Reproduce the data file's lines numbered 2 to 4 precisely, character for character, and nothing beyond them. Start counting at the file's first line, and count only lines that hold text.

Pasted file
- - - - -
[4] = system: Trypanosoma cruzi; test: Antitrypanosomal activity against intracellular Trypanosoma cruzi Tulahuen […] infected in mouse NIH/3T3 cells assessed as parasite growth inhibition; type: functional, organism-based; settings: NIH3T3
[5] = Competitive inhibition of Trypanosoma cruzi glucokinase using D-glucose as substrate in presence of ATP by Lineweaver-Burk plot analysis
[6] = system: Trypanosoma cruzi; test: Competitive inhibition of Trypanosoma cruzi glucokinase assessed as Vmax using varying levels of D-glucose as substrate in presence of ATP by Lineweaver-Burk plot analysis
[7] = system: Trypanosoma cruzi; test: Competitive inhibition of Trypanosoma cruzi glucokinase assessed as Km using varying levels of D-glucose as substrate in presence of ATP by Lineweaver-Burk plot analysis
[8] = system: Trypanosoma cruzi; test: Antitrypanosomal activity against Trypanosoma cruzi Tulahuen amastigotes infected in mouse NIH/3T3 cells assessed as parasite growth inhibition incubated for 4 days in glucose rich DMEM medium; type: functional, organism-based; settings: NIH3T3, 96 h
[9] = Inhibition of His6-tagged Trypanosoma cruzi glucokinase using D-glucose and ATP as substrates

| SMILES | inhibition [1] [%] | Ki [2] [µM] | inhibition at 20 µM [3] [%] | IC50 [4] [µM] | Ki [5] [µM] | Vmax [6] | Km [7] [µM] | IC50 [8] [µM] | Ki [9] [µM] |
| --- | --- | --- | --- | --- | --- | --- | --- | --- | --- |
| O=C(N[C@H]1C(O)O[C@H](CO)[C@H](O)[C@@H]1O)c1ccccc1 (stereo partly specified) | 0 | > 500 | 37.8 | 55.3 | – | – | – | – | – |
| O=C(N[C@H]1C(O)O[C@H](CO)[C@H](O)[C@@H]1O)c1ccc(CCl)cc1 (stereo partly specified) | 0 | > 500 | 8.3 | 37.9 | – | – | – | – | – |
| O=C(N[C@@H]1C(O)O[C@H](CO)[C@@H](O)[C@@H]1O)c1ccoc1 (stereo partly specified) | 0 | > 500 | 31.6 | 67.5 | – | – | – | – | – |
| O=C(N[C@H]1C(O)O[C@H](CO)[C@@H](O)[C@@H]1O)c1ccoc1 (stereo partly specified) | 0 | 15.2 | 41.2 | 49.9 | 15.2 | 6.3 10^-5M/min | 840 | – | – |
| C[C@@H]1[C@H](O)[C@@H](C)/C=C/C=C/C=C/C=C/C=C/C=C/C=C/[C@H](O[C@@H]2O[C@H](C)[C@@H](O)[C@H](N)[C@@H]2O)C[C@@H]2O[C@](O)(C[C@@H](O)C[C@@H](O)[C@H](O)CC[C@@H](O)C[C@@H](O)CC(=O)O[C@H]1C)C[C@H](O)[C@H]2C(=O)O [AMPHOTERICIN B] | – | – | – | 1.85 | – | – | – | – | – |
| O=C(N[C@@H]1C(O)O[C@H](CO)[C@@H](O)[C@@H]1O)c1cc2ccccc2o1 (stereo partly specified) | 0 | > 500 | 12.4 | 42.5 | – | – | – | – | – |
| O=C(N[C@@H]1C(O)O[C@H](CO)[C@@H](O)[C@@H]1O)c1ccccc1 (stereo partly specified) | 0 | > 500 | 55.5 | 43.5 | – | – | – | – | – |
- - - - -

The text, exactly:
[5] = Competitive inhibition of Trypanosoma cruzi glucokinase using D-glucose as substrate in presence of ATP by Lineweaver-Burk plot analysis
[6] = system: Trypanosoma cruzi; test: Competitive inhibition of Trypanosoma cruzi glucokinase assessed as Vmax using varying levels of D-glucose as substrate in presence of ATP by Lineweaver-Burk plot analysis
[7] = system: Trypanosoma cruzi; test: Competitive inhibition of Trypanosoma cruzi glucokinase assessed as Km using varying levels of D-glucose as substrate in presence of ATP by Lineweaver-Burk plot analysis